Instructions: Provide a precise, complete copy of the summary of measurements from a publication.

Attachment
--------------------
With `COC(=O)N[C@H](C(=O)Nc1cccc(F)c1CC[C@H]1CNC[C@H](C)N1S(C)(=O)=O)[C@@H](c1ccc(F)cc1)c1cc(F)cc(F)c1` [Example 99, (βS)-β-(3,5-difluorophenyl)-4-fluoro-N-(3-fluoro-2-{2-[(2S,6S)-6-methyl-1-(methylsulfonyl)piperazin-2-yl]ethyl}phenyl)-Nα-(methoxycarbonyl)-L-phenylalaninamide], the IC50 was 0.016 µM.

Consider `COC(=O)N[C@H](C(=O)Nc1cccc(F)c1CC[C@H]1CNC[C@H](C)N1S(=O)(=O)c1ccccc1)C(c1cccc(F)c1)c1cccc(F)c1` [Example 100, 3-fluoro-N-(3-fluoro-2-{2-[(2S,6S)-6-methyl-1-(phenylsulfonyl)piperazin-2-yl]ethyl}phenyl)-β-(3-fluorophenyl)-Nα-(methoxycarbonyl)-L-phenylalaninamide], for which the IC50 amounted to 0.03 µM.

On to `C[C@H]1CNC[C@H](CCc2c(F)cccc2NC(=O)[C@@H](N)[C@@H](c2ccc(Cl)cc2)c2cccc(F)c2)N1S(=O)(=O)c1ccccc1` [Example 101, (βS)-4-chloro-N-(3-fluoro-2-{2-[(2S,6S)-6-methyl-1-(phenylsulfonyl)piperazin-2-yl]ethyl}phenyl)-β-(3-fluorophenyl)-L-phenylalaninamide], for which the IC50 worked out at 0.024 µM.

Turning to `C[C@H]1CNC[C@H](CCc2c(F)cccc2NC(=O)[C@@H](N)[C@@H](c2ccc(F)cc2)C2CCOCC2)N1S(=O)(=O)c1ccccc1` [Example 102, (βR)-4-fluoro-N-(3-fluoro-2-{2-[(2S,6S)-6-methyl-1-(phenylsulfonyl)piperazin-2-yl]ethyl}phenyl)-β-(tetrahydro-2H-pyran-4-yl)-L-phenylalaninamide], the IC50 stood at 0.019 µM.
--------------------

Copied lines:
With `COC(=O)N[C@H](C(=O)Nc1cccc(F)c1CC[C@H]1CNC[C@H](C)N1S(C)(=O)=O)[C@@H](c1ccc(F)cc1)c1cc(F)cc(F)c1` [Example 99, (βS)-β-(3,5-difluorophenyl)-4-fluoro-N-(3-fluoro-2-{2-[(2S,6S)-6-methyl-1-(methylsulfonyl)piperazin-2-yl]ethyl}phenyl)-Nα-(methoxycarbonyl)-L-phenylalaninamide], the IC50 was 0.016 µM.

Consider `COC(=O)N[C@H](C(=O)Nc1cccc(F)c1CC[C@H]1CNC[C@H](C)N1S(=O)(=O)c1ccccc1)C(c1cccc(F)c1)c1cccc(F)c1` [Example 100, 3-fluoro-N-(3-fluoro-2-{2-[(2S,6S)-6-methyl-1-(phenylsulfonyl)piperazin-2-yl]ethyl}phenyl)-β-(3-fluorophenyl)-Nα-(methoxycarbonyl)-L-phenylalaninamide], for which the IC50 amounted to 0.03 µM.

On to `C[C@H]1CNC[C@H](CCc2c(F)cccc2NC(=O)[C@@H](N)[C@@H](c2ccc(Cl)cc2)c2cccc(F)c2)N1S(=O)(=O)c1ccccc1` [Example 101, (βS)-4-chloro-N-(3-fluoro-2-{2-[(2S,6S)-6-methyl-1-(phenylsulfonyl)piperazin-2-yl]ethyl}phenyl)-β-(3-fluorophenyl)-L-phenylalaninamide], for which the IC50 worked out at 0.024 µM.

Turning to `C[C@H]1CNC[C@H](CCc2c(F)cccc2NC(=O)[C@@H](N)[C@@H](c2ccc(F)cc2)C2CCOCC2)N1S(=O)(=O)c1ccccc1` [Example 102, (βR)-4-fluoro-N-(3-fluoro-2-{2-[(2S,6S)-6-methyl-1-(phenylsulfonyl)piperazin-2-yl]ethyl}phenyl)-β-(tetrahydro-2H-pyran-4-yl)-L-phenylalaninamide], the IC50 stood at 0.019 µM.